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#include <stdio.h>
#include <stdlib.h>
#include <string.h>

int main()
{
    FILE *fp;
    char ch;
    char buffer[80] ;
    fp = fopen("c:\\Rasmi Personal\\hello.txt", "w");

    if(fp == NULL)
    {
        printf("File not found");
        exit(1);
    }
    else
    {
        while(1)
        {
            gets(buffer);
            fwrite(buffer, strlen(buffer), 2, fp); /* I made, size_t nitems = 2 (third element/argument)*/
            fwrite("\n", 1, 1, fp);
        }

    }

    fclose(fp);

    return 0;
}

Input:

Rasmi Ranjan Nayak

Output:

Rasmi Ranjan Nayak      0@ ÿ" 8ÿ" 

Why this garbage is coming.

According to fwrite() function. if the size_t nitems is more than 1 then the entered text will be written more than once. But here why I am getting garbage?

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Lack of terminating NULL in buffer? –  psur May 22 '12 at 13:11
2  
From linux.die.net/man/3/gets: Never use gets(). Because it is impossible to tell without knowing the data in advance how many characters gets() will read, and because gets() will continue to store characters past the end of the buffer, it is extremely dangerous to use. It has been used to break computer security. Use fgets() instead. –  Fred Larson May 22 '12 at 13:28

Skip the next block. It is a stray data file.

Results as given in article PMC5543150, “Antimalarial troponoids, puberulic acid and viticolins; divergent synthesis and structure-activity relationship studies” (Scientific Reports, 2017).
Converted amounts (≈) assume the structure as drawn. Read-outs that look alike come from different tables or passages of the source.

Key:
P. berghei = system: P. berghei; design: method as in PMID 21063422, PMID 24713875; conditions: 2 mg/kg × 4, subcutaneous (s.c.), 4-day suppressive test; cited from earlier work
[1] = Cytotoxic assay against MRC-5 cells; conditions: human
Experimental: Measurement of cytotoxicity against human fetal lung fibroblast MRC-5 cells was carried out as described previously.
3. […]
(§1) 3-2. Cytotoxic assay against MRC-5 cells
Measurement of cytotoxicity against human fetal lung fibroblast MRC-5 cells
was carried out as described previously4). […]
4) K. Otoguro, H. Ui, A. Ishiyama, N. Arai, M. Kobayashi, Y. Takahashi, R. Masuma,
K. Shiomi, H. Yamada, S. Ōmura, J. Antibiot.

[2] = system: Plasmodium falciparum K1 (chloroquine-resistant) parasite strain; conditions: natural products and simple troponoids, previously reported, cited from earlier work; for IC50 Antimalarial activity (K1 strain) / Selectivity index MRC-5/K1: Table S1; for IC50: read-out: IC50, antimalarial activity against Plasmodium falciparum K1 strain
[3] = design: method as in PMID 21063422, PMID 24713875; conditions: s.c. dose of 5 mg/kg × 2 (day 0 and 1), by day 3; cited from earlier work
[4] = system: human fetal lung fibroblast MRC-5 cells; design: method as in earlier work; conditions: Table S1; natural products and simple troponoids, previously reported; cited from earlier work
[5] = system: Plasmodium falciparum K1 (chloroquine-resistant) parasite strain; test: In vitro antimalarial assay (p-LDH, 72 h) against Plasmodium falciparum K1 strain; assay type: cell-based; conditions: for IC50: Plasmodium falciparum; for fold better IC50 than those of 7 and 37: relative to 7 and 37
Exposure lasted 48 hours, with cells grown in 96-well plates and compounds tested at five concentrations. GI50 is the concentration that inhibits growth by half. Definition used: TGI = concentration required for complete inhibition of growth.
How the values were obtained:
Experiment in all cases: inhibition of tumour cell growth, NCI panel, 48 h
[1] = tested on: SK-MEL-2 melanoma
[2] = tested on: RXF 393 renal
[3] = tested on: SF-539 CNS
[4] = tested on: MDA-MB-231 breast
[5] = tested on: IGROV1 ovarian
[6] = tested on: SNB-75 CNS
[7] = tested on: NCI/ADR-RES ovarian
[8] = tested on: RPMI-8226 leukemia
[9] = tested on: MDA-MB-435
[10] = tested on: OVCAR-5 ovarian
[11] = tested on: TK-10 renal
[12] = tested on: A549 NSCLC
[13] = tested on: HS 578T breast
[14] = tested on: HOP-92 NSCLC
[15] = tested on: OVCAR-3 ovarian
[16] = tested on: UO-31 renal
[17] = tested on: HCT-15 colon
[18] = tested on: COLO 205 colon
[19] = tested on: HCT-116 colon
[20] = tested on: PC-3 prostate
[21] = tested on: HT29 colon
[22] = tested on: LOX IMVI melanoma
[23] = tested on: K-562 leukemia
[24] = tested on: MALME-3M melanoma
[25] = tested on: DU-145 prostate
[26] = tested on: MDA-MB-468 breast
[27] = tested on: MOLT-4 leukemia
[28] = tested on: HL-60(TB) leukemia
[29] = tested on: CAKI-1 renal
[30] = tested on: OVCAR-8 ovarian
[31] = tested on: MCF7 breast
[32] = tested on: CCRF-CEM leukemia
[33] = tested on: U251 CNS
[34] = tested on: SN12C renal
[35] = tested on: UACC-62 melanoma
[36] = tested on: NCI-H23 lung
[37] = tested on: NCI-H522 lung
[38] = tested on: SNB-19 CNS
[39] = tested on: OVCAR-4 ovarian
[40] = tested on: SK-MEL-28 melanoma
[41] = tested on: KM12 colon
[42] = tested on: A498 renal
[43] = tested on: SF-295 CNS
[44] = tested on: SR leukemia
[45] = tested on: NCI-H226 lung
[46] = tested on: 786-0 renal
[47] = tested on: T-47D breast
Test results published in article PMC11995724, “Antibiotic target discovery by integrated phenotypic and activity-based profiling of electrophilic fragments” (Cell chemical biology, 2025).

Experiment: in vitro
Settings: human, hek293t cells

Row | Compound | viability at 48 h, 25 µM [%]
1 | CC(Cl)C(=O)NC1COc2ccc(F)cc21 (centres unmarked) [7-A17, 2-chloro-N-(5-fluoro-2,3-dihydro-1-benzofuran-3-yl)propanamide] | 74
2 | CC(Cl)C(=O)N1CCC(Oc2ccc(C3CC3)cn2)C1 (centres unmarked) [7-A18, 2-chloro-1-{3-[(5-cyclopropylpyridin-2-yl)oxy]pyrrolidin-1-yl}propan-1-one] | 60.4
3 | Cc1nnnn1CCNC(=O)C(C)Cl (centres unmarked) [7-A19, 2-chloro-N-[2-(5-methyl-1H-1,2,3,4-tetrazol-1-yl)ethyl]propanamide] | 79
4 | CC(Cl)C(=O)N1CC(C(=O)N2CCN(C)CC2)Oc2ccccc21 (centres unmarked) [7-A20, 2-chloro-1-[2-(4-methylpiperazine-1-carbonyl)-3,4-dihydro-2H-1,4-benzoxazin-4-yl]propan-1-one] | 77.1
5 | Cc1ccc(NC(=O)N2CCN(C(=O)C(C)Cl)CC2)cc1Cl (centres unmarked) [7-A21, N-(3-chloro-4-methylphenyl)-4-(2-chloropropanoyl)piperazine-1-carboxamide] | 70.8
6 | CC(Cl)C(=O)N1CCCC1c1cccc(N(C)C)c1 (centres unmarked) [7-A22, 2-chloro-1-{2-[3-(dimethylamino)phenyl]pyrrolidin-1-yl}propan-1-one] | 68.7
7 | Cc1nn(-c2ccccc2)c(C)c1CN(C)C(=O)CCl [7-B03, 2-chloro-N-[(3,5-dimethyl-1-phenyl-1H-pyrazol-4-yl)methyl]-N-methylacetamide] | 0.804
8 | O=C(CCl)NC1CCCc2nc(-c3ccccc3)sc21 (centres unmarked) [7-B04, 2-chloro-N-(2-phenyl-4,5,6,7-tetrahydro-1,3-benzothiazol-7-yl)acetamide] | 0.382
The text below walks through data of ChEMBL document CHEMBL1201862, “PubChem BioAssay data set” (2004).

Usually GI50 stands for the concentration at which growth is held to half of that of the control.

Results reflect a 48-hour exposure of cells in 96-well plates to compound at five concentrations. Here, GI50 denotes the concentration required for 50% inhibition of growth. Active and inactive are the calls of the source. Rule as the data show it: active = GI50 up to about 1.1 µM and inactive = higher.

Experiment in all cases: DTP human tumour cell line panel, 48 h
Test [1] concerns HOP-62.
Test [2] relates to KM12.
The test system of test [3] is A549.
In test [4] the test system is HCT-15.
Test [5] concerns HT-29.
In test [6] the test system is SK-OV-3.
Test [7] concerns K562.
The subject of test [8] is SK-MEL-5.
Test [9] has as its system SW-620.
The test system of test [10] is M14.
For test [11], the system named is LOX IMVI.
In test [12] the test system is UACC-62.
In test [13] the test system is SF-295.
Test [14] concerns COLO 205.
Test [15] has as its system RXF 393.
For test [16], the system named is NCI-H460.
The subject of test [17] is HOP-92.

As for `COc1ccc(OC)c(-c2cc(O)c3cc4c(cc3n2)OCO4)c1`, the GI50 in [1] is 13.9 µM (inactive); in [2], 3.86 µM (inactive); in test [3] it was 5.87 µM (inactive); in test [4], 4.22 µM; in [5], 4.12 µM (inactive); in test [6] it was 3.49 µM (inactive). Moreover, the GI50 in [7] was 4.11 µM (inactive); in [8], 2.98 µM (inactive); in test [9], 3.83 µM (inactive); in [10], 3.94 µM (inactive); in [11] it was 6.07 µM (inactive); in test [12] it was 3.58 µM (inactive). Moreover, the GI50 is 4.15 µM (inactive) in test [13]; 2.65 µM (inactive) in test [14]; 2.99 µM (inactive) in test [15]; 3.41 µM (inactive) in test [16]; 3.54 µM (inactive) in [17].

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2 Answers

up vote 1 down vote accepted

The signature of fwrite function is

size_t fwrite ( const void * ptr, size_t size, size_t count, FILE * stream );

ptr
  Pointer to the array of elements to be written.
size
  Size in bytes of each element to be written.
count
  Number of elements, each one with a size of size bytes.
stream
  Pointer to a FILE object that specifies an output stream.

In this case, if you try to write count * size who is bigger (in bytes) than the original string you have this garbage. If you clean the buffer

memset(buffer,0,80*sizeof(char));
gets(buffer);

probably will see a different result

$ ./a.out
asdadsadasdsad

$ cat -v hello.txt 
asdadsadasdsad^@^@^@^@^@^@^@^@^@^@^@^@^@^@

but the text is always writen once. the difference is how many bytes will be writen

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You're telling fwrite() to write two times strlen(buffer) bytes from the buffer (by setting nmemb = 2 you're making it write two "objects", each of which is strlen(buffer) bytes long), so it reads twice the number of bytes that are actually present.

The "garbage" is simply whatever happens to appear in memory after the string ends in buffer.

This is broken code, nmemb should be 1.

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